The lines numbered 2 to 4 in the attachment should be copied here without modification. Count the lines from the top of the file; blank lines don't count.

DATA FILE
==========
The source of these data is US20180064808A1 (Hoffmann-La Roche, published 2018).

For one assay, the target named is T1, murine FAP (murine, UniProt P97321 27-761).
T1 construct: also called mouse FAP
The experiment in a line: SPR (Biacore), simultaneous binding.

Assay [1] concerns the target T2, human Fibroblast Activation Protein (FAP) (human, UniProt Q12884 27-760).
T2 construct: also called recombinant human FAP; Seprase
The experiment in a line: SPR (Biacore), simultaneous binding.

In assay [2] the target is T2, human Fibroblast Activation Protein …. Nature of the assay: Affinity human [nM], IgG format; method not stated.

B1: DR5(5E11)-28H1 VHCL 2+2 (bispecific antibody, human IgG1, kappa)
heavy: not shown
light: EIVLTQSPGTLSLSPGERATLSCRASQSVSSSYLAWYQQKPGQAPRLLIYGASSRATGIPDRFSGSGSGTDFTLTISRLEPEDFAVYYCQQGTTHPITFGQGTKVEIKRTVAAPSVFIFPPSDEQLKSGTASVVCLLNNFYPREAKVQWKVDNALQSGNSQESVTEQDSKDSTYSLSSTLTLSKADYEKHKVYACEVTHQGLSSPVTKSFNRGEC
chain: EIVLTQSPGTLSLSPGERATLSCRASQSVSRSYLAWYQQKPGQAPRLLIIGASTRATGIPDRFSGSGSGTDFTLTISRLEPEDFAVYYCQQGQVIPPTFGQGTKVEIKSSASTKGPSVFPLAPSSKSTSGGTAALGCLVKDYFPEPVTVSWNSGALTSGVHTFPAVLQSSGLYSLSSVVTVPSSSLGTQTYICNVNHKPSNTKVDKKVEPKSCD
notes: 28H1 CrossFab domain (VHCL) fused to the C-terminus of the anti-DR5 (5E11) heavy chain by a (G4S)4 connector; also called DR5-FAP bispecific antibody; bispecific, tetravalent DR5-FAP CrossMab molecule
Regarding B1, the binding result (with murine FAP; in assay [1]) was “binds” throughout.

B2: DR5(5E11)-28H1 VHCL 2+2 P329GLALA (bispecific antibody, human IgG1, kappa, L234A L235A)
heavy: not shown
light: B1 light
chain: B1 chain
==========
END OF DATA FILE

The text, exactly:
For one assay, the target named is T1, murine FAP (murine, UniProt P97321 27-761).
T1 construct: also called mouse FAP
The experiment in a line: SPR (Biacore), simultaneous binding.